Many liquid propane torches (including burners for hot-air balloons) have coils placed in the line of fire heating the liquid before it reaches the nozzle. I am very puzzled by the exact function of this coil.
The liquid propane is heated by it's own flame in the coils:
- Does this vaporize the liquid in the coil, or does the propane remain liqud until the nozzle?
- E.g. does the propane vaporize inside the coils and the heat is just to counter the heat of vaporization?
- How is the pressure profile from the tank to the nozzle through the coil? It seems that the temperature increase would mean pressure increase, but that would mean that part of the flow works against the pressure gradient. Or does the temperature increase result in vapor expansion that only accelerates the flow (no pressure change)?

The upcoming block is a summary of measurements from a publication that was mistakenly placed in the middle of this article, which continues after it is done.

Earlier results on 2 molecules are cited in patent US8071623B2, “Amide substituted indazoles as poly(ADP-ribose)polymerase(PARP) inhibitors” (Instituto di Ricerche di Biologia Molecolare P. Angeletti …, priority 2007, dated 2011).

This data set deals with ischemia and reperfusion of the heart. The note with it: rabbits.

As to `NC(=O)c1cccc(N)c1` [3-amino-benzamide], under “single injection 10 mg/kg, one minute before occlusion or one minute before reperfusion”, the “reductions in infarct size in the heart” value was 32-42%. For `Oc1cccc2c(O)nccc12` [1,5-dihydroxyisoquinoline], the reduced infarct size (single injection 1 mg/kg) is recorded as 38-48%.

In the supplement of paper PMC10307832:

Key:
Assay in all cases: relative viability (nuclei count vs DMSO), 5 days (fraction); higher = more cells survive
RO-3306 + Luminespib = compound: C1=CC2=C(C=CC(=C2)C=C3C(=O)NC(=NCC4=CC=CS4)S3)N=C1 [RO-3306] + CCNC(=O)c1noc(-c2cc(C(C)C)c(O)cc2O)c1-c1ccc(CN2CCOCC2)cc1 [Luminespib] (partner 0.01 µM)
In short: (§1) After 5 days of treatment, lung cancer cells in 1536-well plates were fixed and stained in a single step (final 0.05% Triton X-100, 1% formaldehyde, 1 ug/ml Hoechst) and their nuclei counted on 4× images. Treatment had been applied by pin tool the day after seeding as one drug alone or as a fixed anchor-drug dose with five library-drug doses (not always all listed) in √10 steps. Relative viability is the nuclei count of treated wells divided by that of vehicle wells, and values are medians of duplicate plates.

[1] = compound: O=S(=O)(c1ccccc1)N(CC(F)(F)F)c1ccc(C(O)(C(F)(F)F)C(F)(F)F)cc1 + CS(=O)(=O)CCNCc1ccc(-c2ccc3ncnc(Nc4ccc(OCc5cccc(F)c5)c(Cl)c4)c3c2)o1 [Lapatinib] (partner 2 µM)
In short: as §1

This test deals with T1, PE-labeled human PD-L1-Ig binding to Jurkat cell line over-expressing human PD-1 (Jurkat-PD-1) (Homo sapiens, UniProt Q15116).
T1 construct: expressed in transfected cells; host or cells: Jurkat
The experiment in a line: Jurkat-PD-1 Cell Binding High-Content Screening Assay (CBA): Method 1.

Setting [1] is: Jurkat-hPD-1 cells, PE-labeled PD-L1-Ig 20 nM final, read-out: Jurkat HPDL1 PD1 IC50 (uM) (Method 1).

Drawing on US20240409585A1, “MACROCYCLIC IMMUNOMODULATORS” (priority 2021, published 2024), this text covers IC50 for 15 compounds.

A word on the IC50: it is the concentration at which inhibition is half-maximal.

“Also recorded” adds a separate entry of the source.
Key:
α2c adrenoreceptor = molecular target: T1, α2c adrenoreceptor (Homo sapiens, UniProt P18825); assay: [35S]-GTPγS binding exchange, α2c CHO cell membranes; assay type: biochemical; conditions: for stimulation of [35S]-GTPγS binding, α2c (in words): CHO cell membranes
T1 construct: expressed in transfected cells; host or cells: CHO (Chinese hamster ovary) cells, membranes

By looking at the output jet from the nozzle it seems that (at least part of) the propane is liquid as it exits but rapidly vaporizes:
- Is the function of the coil to increase the output liquid temperature, increasing the speed of vaporization, to start the flame earlier and shorten the flame length/make it more intensive?
- If so, is the coil only strictly necessary in cold weather?
UPDATE: The setup is equivalent to the image below.